Series 11


(Scripture Portion: Colossians 1: 9-14)

Paul was a man of prayer. He was a great Christian, an outstanding scholar, a model missionary, a giant among men, spiritually, morally and intellectually, but above all he was a man of prayer. His Christian life began in prayer (Acts 9:10-11); he prayed for himself (2 Corinthians 12:7-9), he asked others to pray for him (Ephesians 6:18-20), and he practised the holy art of intercession, praying for others, like his Lord (John 17:9).
It is significant to notice that Paul’s prayers were full of praises. In this study we are to notice his praises in Colossians 1:3 and 12; his prayers in Colossians 1:3 and 9; then in Colossians 1:9-14 we are told for what he prayed.


Verse 9 tells us that:-

  1. It was marked by PERSISTENCY. “…we have not stopped praying for you…” Paul knew something about unceasing prayer – look up 1 Thessalonians 5:17, and compare Luke 18:1! Prayer is a warfare – look up Ephesians 6:12, and if we give up when we are praying the battle goes to the enemy – look up Acts 2:42 and 46.
  2. It was marked by INTENSITY. Notice the word “asking” in this verse. The KJV has the word “desire”. It indicates that Paul was passionate in his praying; his prayers were filled with a deep longing. There was an intensity about them – compare Matthew 17:21.
  3. It was marked by UNITY. Paul says, “We have not stopped praying for you…” We may pray alone (Matthew 6:6; James 5:17), but there is special power in united, corporate prayer – look up Acts 16:25, and compare Matthew 18:19.


In Colossians 1:9-14 we are told that Paul prayed for seven things:-

  1. That they might be given PERCEPTION. We have this in verse 9. He prayed that these Colossians might be filled “with the knowledge of His will through all spiritual wisdom and understanding…” We need spiritual enlightenment in order that we might know the will of God and do it. By nature we cannot understand the things of the Spirit of God – look up 1 Corinthians 2:14, and compare John 3:2-7.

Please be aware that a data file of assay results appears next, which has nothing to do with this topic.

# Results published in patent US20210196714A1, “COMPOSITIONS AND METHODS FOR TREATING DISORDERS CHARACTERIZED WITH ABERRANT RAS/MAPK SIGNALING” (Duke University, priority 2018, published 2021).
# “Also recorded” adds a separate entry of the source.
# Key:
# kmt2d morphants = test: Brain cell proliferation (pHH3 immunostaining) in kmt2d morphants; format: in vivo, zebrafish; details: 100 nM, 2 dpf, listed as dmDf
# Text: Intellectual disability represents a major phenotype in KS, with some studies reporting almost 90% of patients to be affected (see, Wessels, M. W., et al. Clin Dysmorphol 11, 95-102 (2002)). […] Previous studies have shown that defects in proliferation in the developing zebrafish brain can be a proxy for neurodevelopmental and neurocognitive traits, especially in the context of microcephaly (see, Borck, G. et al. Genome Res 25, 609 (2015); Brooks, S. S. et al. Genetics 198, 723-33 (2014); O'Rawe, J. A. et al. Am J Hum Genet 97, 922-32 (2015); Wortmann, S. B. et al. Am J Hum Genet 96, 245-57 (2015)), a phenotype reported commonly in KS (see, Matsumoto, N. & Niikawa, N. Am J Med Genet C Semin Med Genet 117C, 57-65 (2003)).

2. That they might lead lives PLEASING to the Lord. This is mentioned in verse 10 – “that you may live a life worthy of the Lord and may please him in every way” – look up and compare Romans 15:3 and Galatians 1:10.
  3. That they might engage in PROFITABLE service. Verse 10 says – “bearing fruit in every good work…” Until we become Christians our lives are unprofitable, and it is only when we are converted that they are made profitable – look up Philemon 10-11. The will of God is that our lives should manifest the fruit of the Spirit – look up Galatians 5:22-23, and compare 1 Corinthians 13:4-7 and 2 Peter 1:5-7
  4. That they might PROGRESS in the Christian life. Verse 10 continues – “…growing in the knowledge of God”, and the operative word is the word “growing”. Paul longed that these Christians should grow. See the beautiful picture in Hosea 14:5-7. The Christian life is in three stages: “dear children”, “young men” and “fathers” – 1 John 2:12-14.
  5. That they might be endued with POWER. Verse 11 goes on – “strengthened with all power, according to His glorious might…” Paul is praying that they might have the experience of Pentecost (Acts 2:4), for none of the things of which we have been thinking are possible in our own strength – look up and compare Ephesians 3:16 and Philippians 2:13. Potentially, the power of the Holy Spirit has been given to us; but what about experimentally? – look up Acts 1:8, and compare Luke 11:13.
  6. That they might have PATIENCE. Notice how Paul continues in verse 11 – “so that you may have great endurance and patience, and joyfully giving thanks.” Notice the words “patience” and “endurance” and compare with James 5:11. The apostle prays that these Christians might endure in the face of fierce testing, that they might do so with a gentle and loving spirit, and that they might be filled with joy, even though called upon to suffer for their Lord – look up Acts 5:41, and compare 1 Peter 4:13.
  7. That they might be filled with PRAISE. It is important to notice the difference between praise and prayer. There are some things for which we are to pray; but there are blessings for which we are to thank God because He has already given them to us – notice the word “has” twice in verses 12 and 13, and the word “have” in verse 14. We do not need to pray, nor should we pray for these things which we have. What are they?
    1. His PROVISION (verse 12). He has given us an “inheritance” – look up and compare Romans 8:16-17. Thank God!
    2. His POWER (verse 13). See what He has delivered us from and translated us to! – and compare Exodus 14:13-31! Thank God!
    3. His PARDON (verse 14). How we should thank God that all our sins have been removed from us (Psalm 103:12); blotted out (Isaiah 44:22); cast into the depths of the sea (Micah 7:19); and that God will remember them against us no more (Hebrews 10:17). Thank God!